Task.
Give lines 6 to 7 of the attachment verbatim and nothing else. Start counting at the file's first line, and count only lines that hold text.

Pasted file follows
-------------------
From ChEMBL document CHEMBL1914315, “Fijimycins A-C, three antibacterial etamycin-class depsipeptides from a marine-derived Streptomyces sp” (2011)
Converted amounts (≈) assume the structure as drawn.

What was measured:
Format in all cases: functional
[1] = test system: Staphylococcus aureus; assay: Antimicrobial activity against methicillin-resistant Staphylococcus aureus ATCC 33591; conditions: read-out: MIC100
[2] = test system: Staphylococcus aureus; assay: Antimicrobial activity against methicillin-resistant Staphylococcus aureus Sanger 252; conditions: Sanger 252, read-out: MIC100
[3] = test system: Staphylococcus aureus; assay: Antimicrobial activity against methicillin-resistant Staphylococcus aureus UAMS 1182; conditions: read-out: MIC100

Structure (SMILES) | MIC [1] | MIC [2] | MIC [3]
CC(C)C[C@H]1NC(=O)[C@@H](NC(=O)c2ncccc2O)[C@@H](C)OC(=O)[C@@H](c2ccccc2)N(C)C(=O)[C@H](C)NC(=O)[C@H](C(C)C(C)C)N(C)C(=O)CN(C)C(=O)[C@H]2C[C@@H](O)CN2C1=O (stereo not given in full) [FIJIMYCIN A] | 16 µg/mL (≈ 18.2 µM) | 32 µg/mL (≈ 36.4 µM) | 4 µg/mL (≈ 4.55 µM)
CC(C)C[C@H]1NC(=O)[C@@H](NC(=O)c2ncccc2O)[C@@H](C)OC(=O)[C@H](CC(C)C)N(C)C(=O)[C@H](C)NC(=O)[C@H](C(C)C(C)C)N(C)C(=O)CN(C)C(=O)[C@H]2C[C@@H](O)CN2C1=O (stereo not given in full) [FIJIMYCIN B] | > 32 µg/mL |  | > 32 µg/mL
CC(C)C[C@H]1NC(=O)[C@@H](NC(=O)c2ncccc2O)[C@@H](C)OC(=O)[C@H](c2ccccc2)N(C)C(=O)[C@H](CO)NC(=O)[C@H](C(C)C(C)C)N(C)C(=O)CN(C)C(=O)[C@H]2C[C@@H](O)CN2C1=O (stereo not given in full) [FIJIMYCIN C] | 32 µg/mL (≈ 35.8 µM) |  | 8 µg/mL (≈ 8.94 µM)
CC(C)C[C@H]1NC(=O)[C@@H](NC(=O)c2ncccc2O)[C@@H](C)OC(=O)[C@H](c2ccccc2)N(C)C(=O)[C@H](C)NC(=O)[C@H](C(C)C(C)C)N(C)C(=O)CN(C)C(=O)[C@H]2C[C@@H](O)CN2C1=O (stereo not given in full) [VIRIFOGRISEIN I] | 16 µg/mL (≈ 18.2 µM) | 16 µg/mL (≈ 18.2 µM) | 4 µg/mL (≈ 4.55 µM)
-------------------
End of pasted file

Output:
[2] = test system: Staphylococcus aureus; assay: Antimicrobial activity against methicillin-resistant Staphylococcus aureus Sanger 252; conditions: Sanger 252, read-out: MIC100
[3] = test system: Staphylococcus aureus; assay: Antimicrobial activity against methicillin-resistant Staphylococcus aureus UAMS 1182; conditions: read-out: MIC100